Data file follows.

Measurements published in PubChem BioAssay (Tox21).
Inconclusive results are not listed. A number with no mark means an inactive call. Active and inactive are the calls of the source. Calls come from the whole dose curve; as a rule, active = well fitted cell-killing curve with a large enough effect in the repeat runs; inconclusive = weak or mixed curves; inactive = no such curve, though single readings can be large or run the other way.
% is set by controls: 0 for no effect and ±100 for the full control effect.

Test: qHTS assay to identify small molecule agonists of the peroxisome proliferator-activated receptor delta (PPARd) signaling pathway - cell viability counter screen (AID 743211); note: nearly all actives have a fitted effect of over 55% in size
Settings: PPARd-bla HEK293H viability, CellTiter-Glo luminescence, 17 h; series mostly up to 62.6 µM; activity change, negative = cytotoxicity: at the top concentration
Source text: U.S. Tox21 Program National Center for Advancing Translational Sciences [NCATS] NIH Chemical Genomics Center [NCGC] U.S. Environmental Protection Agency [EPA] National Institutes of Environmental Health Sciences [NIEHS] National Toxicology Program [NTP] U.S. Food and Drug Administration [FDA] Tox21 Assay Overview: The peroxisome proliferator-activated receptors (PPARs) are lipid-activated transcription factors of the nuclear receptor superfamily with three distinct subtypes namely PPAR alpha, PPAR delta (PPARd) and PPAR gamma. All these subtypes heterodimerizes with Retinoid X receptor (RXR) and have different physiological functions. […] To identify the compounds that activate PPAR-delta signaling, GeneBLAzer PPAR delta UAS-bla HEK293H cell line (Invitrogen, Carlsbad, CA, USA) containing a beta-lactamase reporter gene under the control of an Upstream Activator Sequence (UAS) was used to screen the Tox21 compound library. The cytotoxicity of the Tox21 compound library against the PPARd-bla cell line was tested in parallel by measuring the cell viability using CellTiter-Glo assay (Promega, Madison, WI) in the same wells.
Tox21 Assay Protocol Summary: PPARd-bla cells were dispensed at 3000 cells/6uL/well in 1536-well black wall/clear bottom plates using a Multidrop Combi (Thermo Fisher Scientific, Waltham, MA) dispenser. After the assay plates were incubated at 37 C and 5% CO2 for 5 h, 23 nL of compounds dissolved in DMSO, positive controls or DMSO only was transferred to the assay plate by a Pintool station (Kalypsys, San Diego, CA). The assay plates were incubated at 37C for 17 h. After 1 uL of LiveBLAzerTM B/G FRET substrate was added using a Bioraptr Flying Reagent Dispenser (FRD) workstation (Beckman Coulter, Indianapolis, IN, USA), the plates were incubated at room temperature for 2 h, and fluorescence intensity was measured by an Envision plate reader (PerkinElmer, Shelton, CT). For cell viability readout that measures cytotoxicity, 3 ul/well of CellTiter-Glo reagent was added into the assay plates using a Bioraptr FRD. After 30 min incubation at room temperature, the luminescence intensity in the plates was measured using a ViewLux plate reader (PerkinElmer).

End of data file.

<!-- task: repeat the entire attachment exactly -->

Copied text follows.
Measurements published in PubChem BioAssay (Tox21).
Inconclusive results are not listed. A number with no mark means an inactive call. Active and inactive are the calls of the source. Calls come from the whole dose curve; as a rule, active = well fitted cell-killing curve with a large enough effect in the repeat runs; inconclusive = weak or mixed curves; inactive = no such curve, though single readings can be large or run the other way.
% is set by controls: 0 for no effect and ±100 for the full control effect.

Test: qHTS assay to identify small molecule agonists of the peroxisome proliferator-activated receptor delta (PPARd) signaling pathway - cell viability counter screen (AID 743211); note: nearly all actives have a fitted effect of over 55% in size
Settings: PPARd-bla HEK293H viability, CellTiter-Glo luminescence, 17 h; series mostly up to 62.6 µM; activity change, negative = cytotoxicity: at the top concentration
Source text: U.S. Tox21 Program National Center for Advancing Translational Sciences [NCATS] NIH Chemical Genomics Center [NCGC] U.S. Environmental Protection Agency [EPA] National Institutes of Environmental Health Sciences [NIEHS] National Toxicology Program [NTP] U.S. Food and Drug Administration [FDA] Tox21 Assay Overview: The peroxisome proliferator-activated receptors (PPARs) are lipid-activated transcription factors of the nuclear receptor superfamily with three distinct subtypes namely PPAR alpha, PPAR delta (PPARd) and PPAR gamma. All these subtypes heterodimerizes with Retinoid X receptor (RXR) and have different physiological functions. […] To identify the compounds that activate PPAR-delta signaling, GeneBLAzer PPAR delta UAS-bla HEK293H cell line (Invitrogen, Carlsbad, CA, USA) containing a beta-lactamase reporter gene under the control of an Upstream Activator Sequence (UAS) was used to screen the Tox21 compound library. The cytotoxicity of the Tox21 compound library against the PPARd-bla cell line was tested in parallel by measuring the cell viability using CellTiter-Glo assay (Promega, Madison, WI) in the same wells.
Tox21 Assay Protocol Summary: PPARd-bla cells were dispensed at 3000 cells/6uL/well in 1536-well black wall/clear bottom plates using a Multidrop Combi (Thermo Fisher Scientific, Waltham, MA) dispenser. After the assay plates were incubated at 37 C and 5% CO2 for 5 h, 23 nL of compounds dissolved in DMSO, positive controls or DMSO only was transferred to the assay plate by a Pintool station (Kalypsys, San Diego, CA). The assay plates were incubated at 37C for 17 h. After 1 uL of LiveBLAzerTM B/G FRET substrate was added using a Bioraptr Flying Reagent Dispenser (FRD) workstation (Beckman Coulter, Indianapolis, IN, USA), the plates were incubated at room temperature for 2 h, and fluorescence intensity was measured by an Envision plate reader (PerkinElmer, Shelton, CT). For cell viability readout that measures cytotoxicity, 3 ul/well of CellTiter-Glo reagent was added into the assay plates using a Bioraptr FRD. After 30 min incubation at room temperature, the luminescence intensity in the plates was measured using a ViewLux plate reader (PerkinElmer).